“We saw a tire floating down the river. That’s weird. To me, I think, ‘Who throws a tire in the river?’ ” said Josh Adrian, when he spoke to a WMS technology class about the experience.
“It took three people to pull (the tire) out,” added Thiemann, who also spoke to the technology students.
“They had to catch it first, because the current was taking it,” said Josh.
The students found even more trash on the riverbanks. Many of the items found were potentially hazardous to the environment, items with oil or chemicals in them, or just things that can break down and be mistaken for food by fish and marine life.
“We found a lot of Styrofoam, which is little, little, tiny beads and they last forever,” Adrian told the technology class he visited. “They do not decompose. Well, they do eventually, but it takes many, many years. And it’s poisonous. And there’s a catfish swimming up, ‘Oh, look, there’s Styrofoam. I’m going to eat it,’ and it gets stuck in its digestive system, and it dies.”
In some ways, though, the students were excited by what they found.
“I thought it was a lot of fun because I thought I would just find old, empty bottles, but I found a bunch of cool stuff,” said Quinten Yeary. “I found half of a fishing pole, a mini comb, a bucket . . . ”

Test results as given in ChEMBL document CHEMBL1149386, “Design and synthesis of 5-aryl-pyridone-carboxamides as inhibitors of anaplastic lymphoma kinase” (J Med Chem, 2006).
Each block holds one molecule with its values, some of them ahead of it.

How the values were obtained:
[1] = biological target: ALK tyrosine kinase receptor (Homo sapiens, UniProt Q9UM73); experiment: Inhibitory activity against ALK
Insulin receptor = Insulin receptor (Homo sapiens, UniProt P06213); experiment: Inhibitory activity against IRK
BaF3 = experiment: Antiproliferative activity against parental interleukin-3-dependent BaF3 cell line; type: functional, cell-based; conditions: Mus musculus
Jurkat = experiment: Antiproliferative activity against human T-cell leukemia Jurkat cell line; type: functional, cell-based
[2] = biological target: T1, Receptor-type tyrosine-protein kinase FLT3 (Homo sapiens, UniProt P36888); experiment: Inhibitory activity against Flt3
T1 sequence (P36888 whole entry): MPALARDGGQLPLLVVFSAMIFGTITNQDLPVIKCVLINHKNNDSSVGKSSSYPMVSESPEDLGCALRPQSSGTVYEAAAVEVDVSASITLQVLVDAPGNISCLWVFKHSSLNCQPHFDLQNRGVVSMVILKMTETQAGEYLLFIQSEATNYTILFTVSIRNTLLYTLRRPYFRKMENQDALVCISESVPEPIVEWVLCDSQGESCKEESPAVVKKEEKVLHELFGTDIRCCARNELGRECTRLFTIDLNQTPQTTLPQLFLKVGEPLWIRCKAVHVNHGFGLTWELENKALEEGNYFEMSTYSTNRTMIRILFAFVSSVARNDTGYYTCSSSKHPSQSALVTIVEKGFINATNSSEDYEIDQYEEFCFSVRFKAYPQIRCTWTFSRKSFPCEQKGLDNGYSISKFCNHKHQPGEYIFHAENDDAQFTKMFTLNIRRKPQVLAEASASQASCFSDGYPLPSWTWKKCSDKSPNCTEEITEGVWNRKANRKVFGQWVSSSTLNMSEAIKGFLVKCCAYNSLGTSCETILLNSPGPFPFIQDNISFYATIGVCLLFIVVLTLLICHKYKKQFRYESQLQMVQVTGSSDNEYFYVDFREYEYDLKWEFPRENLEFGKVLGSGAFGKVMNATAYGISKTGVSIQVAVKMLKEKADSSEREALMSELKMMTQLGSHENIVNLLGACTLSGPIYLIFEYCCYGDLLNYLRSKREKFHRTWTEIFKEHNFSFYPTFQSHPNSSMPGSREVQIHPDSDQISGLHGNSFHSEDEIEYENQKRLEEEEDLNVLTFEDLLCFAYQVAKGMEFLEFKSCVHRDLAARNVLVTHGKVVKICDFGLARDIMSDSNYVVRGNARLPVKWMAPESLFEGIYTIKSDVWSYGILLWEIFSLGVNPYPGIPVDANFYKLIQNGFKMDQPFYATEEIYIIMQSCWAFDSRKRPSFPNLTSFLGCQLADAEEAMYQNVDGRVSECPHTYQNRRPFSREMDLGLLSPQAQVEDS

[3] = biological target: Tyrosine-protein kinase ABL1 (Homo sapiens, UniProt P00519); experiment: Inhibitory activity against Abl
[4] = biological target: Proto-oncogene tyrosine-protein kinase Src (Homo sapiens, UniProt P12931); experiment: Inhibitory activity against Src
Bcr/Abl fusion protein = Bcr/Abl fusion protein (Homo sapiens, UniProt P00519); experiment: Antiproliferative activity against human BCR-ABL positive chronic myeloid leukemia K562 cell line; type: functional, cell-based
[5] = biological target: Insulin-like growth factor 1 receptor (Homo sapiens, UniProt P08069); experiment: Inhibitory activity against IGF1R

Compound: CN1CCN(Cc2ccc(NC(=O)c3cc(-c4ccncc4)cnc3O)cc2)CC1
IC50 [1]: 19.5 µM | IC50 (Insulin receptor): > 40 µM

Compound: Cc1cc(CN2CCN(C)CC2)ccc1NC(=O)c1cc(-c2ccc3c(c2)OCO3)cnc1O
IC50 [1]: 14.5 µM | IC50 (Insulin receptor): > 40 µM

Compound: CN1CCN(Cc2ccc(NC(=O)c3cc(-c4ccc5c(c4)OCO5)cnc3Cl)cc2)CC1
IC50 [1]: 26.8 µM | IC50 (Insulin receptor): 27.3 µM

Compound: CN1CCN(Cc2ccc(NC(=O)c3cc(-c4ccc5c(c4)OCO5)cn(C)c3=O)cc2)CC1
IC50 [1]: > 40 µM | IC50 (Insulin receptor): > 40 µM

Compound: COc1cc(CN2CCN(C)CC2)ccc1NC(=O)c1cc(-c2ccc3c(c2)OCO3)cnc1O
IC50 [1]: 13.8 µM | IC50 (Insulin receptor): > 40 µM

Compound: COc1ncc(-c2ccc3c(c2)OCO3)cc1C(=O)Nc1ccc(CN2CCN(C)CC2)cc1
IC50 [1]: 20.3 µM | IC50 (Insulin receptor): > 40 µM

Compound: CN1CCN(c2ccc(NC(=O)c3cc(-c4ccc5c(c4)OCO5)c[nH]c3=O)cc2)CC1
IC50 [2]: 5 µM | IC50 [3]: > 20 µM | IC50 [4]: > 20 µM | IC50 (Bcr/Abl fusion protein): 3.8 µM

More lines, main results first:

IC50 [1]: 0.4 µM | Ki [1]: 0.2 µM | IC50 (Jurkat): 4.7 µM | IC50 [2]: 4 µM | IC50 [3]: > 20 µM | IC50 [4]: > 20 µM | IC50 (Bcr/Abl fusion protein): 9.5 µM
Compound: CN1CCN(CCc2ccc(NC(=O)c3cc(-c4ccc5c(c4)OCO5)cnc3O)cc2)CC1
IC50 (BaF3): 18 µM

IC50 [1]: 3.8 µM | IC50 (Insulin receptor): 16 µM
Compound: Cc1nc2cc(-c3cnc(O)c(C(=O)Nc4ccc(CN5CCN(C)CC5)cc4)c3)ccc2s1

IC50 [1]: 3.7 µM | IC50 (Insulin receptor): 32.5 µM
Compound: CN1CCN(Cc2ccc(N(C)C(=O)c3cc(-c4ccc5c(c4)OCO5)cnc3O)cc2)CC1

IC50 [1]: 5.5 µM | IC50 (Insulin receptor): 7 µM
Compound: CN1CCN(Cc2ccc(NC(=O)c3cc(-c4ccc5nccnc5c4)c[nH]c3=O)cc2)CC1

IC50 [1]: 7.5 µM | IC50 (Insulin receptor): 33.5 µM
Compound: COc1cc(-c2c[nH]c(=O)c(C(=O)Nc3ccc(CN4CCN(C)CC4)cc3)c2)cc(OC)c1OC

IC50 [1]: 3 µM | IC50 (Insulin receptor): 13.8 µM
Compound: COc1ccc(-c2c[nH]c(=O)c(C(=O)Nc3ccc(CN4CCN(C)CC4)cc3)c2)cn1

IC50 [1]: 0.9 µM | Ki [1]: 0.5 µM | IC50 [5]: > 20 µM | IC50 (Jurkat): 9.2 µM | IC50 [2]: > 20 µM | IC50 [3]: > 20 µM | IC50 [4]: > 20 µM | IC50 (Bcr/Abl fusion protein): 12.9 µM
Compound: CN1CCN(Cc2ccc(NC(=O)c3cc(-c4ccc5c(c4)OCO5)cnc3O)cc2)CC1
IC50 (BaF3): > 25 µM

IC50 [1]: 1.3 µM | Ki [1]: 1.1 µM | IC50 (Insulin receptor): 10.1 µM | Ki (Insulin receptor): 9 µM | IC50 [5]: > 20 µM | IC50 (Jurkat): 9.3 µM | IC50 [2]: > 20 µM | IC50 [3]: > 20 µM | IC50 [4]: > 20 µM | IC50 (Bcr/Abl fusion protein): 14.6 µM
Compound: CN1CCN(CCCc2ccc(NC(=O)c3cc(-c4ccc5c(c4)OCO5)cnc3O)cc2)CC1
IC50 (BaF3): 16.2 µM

The students spent about one hour collecting trash, and they were surprised a little by how tiring the work was.
Put It in Perspective
The Missouri River Relief organizers who took students out on the boats to collect the trash talked to them about how the trash breaks down to pollute and poison the water and fish. They also talked about the river, its features and history.
“The captains would stop and provide education about the river and polluting the river, what it does. They were really instructive for the kids,” said Virgen. “So that was pretty interesting for the kids too, because right as we were experiencing it, they were pointing out features along the shore — ‘Do you know why that’s there?’ ‘Do you know why this happens?’ ‘Do you know that this happens?’
“(The students) were noticing things they never would have otherwise, and now they have that historical backdrop or that environmental backdrop, and every time they go by the river, they’re going to think about that,” Virgen added.
Even students who are members of the WMS Environmental Club said they learned a lot of things on the field trip that they didn’t know.
Organizers with Missouri River Relief told Virgen they were impressed by the WMS students and how they cared, not just about their community, but the environment in general.
“That was very inspiring for me as a teacher. It made me feel very proud of my students,” Virgen remarked.
The students said the river cleanup field trip was inspiring.
“It definitely makes you feel good about yourself and want to help the community more,” said Caitlyn Vodnansky. “I wasn’t all that involved before, but I definitely want to help.”
“I think it’s a great opportunity . . . for a field trip because we all had a lot of fun, but we were making a difference along with that,” one student commented.